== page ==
The Need for an EU Referendum -
Commons European Scrutiny committee Damns "Constitutional Treaty" (October 9th 2007)
The House of Commons European Scrutiny committee report on the proposed draft "reform Treaty" published this week is "a damning indictment of the treaty and of the manner in which it has been handled by Government" says North Thanet`s MP, Roger Gale.
The MP, who has spent much of the summer campaigning for a national referendum on the issue, said at the Commons this (Tuesday) morning:
"The Committee has accused the authorities of `misleading`, which is parliamentary language for "telling lies"!
And in a particularly strong paragraph the report speaks of:
"An essentially secret drafting process conducted by the (EU) Presidency, with texts produced at the last moment before pressing for an agreement. The compressed timetable now proposed, having regard to the sitting terms of national parliaments, could not have been better designed to marginalise their role".
In other words, the EU Presidency and Ministers have tried to railroad through what is the original European constitution, with the European flag removed, in all but name.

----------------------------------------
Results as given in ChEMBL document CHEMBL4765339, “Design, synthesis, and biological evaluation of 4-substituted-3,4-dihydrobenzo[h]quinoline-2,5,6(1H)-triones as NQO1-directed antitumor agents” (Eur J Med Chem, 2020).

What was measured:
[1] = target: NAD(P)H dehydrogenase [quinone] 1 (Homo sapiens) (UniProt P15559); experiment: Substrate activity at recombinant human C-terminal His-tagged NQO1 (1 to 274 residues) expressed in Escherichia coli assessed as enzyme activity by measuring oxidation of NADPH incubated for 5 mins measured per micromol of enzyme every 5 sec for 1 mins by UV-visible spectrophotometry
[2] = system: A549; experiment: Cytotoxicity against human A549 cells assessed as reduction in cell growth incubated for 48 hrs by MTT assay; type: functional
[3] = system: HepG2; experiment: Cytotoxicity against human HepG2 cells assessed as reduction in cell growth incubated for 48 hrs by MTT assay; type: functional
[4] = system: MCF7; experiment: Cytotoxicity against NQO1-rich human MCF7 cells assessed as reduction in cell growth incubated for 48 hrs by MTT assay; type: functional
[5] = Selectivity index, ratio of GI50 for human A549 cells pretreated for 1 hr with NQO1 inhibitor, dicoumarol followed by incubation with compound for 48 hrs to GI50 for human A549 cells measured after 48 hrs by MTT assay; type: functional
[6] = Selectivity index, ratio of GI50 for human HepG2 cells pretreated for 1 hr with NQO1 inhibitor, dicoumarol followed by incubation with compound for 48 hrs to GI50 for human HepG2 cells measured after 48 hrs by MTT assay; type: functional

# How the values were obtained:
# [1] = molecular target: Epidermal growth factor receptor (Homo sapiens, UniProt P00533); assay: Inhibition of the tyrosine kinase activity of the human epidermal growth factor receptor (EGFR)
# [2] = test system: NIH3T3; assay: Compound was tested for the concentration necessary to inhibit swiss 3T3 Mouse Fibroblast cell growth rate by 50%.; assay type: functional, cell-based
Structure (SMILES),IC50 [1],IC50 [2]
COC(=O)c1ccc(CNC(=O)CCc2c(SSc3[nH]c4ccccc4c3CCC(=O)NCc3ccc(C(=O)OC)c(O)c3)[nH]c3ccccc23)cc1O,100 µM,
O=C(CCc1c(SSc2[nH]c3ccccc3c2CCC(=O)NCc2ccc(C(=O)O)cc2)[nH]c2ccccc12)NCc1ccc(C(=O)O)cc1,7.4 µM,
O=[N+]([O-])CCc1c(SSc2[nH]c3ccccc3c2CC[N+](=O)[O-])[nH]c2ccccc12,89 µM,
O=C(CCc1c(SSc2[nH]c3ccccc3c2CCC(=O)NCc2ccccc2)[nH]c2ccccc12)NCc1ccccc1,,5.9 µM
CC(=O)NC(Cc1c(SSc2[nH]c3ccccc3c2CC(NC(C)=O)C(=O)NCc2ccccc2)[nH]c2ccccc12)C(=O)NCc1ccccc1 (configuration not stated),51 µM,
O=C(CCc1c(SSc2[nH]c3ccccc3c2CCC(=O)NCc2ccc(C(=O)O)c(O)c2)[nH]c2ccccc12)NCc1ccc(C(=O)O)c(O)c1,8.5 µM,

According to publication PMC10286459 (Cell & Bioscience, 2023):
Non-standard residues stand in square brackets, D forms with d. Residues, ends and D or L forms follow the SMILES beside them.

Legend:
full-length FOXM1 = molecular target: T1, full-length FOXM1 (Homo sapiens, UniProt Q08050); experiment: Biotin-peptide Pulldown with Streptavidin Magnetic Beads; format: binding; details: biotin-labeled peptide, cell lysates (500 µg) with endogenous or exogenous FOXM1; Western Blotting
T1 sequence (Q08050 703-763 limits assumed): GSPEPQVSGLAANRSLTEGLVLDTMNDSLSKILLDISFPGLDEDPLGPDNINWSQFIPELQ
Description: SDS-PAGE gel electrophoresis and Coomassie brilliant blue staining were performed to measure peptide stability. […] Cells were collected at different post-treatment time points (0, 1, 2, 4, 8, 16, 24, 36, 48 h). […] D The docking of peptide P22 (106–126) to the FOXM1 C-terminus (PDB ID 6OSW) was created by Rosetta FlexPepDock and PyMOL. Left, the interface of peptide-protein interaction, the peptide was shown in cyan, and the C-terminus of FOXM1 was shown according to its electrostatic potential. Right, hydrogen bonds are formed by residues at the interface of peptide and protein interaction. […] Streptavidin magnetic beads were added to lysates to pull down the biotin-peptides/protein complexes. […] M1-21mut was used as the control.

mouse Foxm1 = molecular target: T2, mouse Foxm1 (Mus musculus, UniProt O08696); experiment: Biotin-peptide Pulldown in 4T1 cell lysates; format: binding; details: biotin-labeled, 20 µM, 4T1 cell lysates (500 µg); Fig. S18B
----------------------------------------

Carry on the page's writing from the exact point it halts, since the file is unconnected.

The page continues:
Having struggled through the original draft in French - all that was available until the end of July - we at last have a comprehensive assessment of the similarities between the rejected (in French and Dutch referenda) original and the "doctored" proposals. The phrase "In substance the same as the Constitutional Treaty" occurs over and over again and although some items have been "inserted as amended" virtually nothing has been deleted from the original.
I believe that Brown has sought to deceive the British public with "assurances" that his "red lines" have been adhered to and "his objects achieved" and that we must, in the interests of the future of our Country, be allowed to vote on this issue.
We had hoped that an Autumn general election might have afforded the opportunity - a fact clearly considered by Brown when he ran away from the electorate - but we now need a referendum to allow the citizens of Britain to have their say.